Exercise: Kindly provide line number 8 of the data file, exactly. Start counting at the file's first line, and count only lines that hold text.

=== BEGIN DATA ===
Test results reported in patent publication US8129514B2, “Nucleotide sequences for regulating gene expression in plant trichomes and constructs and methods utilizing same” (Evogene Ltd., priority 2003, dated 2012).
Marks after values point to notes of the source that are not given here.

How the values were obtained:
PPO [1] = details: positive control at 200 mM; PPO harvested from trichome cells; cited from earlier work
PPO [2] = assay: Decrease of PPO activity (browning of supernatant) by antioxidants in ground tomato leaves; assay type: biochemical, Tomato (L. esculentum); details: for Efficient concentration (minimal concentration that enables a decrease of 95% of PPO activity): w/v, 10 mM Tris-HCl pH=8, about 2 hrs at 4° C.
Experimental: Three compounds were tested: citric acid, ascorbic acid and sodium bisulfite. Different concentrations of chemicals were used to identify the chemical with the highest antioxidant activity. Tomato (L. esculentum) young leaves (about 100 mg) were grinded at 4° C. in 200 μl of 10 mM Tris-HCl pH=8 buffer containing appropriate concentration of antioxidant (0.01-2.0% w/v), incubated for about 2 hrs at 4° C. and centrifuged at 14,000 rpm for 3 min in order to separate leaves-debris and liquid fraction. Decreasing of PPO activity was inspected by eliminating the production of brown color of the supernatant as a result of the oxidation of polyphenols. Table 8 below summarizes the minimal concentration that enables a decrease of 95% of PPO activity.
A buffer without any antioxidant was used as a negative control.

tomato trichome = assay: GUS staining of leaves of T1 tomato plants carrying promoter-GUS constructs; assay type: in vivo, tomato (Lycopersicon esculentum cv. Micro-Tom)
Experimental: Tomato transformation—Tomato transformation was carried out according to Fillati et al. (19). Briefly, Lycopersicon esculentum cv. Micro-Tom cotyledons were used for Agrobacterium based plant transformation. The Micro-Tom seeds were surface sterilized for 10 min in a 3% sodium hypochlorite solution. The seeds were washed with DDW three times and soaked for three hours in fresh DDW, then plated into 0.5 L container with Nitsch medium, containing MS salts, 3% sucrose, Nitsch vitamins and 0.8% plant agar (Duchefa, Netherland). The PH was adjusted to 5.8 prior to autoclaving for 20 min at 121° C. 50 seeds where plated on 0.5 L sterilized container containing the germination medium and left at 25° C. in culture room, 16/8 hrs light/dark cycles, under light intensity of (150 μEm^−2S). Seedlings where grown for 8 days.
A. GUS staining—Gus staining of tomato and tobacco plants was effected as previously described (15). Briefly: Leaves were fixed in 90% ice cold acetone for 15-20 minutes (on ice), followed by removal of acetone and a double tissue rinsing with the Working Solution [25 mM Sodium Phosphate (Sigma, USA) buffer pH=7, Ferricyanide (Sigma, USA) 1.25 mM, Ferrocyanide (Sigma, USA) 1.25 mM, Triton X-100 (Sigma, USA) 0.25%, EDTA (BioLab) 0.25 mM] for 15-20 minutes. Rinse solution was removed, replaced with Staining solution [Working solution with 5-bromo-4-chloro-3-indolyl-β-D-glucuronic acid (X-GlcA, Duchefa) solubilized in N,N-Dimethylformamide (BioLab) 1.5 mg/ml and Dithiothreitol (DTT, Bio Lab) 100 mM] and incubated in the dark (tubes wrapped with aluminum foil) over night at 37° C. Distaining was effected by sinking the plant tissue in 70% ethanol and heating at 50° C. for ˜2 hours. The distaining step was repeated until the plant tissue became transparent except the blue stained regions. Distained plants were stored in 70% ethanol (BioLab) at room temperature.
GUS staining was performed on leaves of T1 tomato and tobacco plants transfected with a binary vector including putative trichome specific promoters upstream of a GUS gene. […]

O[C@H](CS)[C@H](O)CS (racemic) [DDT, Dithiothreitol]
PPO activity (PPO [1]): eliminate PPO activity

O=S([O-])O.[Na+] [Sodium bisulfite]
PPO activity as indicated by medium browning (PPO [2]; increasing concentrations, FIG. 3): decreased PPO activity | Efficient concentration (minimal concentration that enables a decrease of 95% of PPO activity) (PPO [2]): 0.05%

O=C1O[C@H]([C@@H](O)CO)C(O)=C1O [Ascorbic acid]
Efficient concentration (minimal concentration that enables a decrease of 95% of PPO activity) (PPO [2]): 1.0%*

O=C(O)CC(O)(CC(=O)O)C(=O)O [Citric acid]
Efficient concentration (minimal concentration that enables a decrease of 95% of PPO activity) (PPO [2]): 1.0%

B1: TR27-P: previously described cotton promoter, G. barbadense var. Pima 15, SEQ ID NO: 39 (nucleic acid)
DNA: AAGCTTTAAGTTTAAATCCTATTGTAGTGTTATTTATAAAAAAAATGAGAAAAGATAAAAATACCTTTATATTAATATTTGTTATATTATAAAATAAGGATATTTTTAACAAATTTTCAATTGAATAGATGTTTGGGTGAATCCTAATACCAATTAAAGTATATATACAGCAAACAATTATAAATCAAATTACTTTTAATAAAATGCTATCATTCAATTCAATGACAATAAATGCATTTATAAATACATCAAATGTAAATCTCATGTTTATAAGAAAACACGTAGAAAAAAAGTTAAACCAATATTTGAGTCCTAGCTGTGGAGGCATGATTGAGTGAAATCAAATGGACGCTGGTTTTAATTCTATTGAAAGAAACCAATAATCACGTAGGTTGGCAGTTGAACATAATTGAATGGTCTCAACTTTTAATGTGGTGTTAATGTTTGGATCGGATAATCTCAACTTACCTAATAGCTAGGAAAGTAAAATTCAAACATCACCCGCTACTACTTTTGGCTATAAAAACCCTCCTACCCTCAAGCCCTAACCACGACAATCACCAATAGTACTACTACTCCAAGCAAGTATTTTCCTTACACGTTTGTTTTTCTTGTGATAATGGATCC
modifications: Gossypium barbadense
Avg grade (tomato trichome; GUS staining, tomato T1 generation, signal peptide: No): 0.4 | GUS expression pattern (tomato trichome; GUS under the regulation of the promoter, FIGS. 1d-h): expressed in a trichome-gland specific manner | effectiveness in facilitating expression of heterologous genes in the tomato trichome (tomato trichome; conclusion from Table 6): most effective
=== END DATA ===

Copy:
tomato trichome = assay: GUS staining of leaves of T1 tomato plants carrying promoter-GUS constructs; assay type: in vivo, tomato (Lycopersicon esculentum cv. Micro-Tom)